While it took a lot (physically and mentally) to pull the last of the Black Russians out yesterday it had to be done. There were a couple of green tomatoes on the vine but on the whole the wilt plaguing the balcony had well and truly defoliated these guys. On the bright side, it finally means I get to pass detailed and anecdotal judgement on the Black Russians, hooray!!!!!!!!
Where to begin. Black Russians were the first of the non-red tomatoes to enter the balcony garden. I heard about them one day and in true inept balcony gardener fashion developed an immediate obsession. My Totally Lovely Melbourne Friend knew where to find some seedlings and drove me out to a nursery, wherein i purchased them as part of an heirloom tomato 4-pack. I then proceeded to crowd them into a pot where they remained and grew and fought for space like Mexican wrestlers.
Once these tangled overcrowded started their matrix of not-quite-harmony I began to worry - what if the closeness strangled them to the point of no fruit??? So next mission, procure another pot and another black russian tomato plant, surely then at least one should fruit. Again I didn't really size the pot correctly and this guy was always top heavy. But he did produce fruit, 26 of them to be precise.
And Mr friendly overcrowded black russian also fruited, though only about 16.
The green zebra also produced black Russians ... Ok so that doesn't really make sense, or does it. See when I saw that the green zebra might actually be nice I thought I might plant one or two more, and luckily one day by chance at the nusery I found two such willing green zebra seedlings. Oh how I was looking forward to harvesting three vines full of green zebras. But this is a post about black russians ... well it seems one of our green zebras was a little more black than green. Mislabelled, mishwatever, from early on I know he was different. No green stripes, larger fruit, something told me this was no green zebra. Indeed, it looked an awful lot like the black russian next to him. Low and behold when the fruit ripened into a mahogany/black I realised we had black russian number three in our midst.
He fruited well and was the last man standing, only pulled down yesterday due to the wilt. He produced 24 fruits, all very tasty. So on the whole how did black russian fare? It was hardy and despite the wilt also pretty disease resistant. It got a bit of powdery mildew when grown in the back of the balcony where there was less air movement but on the whole was fine. No blossom end rot which was awesome. He grew very tall, way past the stakes and the stakes taped onto other stakes. I think the last one clocked in at over two metres. A bit hard for me to handle at 5 foot 2 and a half. If I pruned him it would keep him in check but I am a gardener with a soft spot for randomness, I am not a pruner and tend to let things run free (god forbid if I ever have children, they'll roam even freer). Once at this size he also needed to be tied up with rope to keep him from falling over in the wind.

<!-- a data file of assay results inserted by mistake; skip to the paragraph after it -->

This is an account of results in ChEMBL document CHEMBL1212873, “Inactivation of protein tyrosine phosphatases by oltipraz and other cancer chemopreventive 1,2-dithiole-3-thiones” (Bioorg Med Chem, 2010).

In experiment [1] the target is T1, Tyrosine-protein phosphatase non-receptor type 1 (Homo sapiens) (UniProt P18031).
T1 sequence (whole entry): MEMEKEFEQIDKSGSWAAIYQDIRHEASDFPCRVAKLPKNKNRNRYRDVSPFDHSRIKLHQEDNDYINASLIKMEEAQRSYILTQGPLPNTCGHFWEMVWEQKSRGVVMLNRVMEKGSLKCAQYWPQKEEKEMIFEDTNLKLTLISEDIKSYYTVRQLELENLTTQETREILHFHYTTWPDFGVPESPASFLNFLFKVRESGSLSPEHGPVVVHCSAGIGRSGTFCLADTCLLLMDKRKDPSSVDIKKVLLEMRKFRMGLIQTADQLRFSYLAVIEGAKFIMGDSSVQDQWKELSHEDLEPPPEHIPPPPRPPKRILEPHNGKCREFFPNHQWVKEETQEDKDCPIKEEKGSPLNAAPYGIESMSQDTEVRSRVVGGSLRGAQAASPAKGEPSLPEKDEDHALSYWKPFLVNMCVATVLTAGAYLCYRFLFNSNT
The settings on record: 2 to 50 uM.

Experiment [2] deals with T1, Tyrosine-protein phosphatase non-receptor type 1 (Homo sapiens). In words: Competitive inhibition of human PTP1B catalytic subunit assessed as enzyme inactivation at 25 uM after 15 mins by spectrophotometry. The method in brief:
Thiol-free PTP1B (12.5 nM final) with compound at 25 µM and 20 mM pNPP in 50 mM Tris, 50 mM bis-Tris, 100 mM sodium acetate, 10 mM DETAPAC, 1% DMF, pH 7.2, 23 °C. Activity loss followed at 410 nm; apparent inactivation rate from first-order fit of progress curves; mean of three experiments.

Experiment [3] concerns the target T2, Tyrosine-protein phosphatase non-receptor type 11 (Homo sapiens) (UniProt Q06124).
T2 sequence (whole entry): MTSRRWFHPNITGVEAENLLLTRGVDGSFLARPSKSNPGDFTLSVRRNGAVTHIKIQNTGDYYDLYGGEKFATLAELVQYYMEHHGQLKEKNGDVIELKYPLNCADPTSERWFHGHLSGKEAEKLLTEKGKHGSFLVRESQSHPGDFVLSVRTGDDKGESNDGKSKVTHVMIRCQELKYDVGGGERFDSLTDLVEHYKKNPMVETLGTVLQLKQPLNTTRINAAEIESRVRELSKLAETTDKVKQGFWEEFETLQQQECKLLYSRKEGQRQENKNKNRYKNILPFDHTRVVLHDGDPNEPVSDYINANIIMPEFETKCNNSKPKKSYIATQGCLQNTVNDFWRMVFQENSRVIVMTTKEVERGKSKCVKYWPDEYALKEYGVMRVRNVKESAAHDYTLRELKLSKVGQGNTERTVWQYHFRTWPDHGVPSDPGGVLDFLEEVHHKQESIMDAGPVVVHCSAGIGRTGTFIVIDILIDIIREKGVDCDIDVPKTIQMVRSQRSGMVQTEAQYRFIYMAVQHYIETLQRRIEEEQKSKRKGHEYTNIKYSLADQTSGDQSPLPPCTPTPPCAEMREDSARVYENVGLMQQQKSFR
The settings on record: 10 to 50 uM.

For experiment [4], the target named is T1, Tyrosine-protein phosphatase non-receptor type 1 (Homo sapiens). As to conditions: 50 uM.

The taste was lovely. We had a black russian/black russian night where we ate black russian based pasta sauce and drank black russians. Well ok we intended to drink black russians but given the accidental non purchase of both Kahlua and Vodka we settled for a nice red instead. It worked well though given the sporadic haul there wasn't a large amount of sauce and it was padded out with a few stray San Marzanos.
Uncooked they were tasty too - with a bit of oil and salt and pepper, basil and buffalo mozzarella. Also oven dried in wedges they were uniquely smokey and tasty.
Would I grow Mr Black Russian again? Without a doubt! Although this is a type available from the Vic Market in droves (albeit it at a rather exorbatent 15 to 25 dollars a kilo) as usual it tastes so much better when grown in the home garden. As I am planning to grow another darker tomato - purple cherokee - I doubt I will plant more than one black russian but if mislabelling happens again then it wont be the end of the world.